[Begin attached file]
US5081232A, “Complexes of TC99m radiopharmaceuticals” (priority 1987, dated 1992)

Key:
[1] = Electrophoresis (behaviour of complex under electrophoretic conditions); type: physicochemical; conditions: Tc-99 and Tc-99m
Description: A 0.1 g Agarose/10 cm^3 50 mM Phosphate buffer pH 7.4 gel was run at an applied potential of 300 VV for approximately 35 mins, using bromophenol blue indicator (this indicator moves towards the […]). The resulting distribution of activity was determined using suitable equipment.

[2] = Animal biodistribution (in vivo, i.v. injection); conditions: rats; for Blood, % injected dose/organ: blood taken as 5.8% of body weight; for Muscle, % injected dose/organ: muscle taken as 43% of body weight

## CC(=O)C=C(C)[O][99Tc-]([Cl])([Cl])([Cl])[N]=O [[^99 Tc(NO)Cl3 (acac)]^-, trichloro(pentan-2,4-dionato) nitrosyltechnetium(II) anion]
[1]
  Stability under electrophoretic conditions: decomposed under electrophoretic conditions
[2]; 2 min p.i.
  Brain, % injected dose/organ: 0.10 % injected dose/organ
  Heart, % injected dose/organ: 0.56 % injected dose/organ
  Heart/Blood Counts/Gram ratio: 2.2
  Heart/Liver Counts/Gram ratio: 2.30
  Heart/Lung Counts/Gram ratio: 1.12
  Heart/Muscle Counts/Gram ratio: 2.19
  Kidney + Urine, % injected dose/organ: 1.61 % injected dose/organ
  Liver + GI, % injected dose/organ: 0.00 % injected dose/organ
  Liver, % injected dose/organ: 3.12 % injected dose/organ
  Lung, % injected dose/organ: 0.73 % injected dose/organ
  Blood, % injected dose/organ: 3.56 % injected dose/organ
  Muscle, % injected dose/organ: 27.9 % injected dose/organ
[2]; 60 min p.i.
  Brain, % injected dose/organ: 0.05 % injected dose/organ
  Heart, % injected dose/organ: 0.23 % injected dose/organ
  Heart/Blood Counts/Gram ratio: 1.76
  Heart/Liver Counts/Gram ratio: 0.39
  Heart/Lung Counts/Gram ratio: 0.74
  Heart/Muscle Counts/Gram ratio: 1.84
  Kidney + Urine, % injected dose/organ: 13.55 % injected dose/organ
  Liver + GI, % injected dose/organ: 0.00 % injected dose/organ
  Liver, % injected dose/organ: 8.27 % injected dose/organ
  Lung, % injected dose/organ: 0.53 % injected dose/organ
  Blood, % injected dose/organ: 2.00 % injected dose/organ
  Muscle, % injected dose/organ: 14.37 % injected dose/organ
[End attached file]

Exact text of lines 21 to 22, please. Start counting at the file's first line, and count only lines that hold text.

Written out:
  Muscle, % injected dose/organ: 27.9 % injected dose/organ
[2]; 60 min p.i.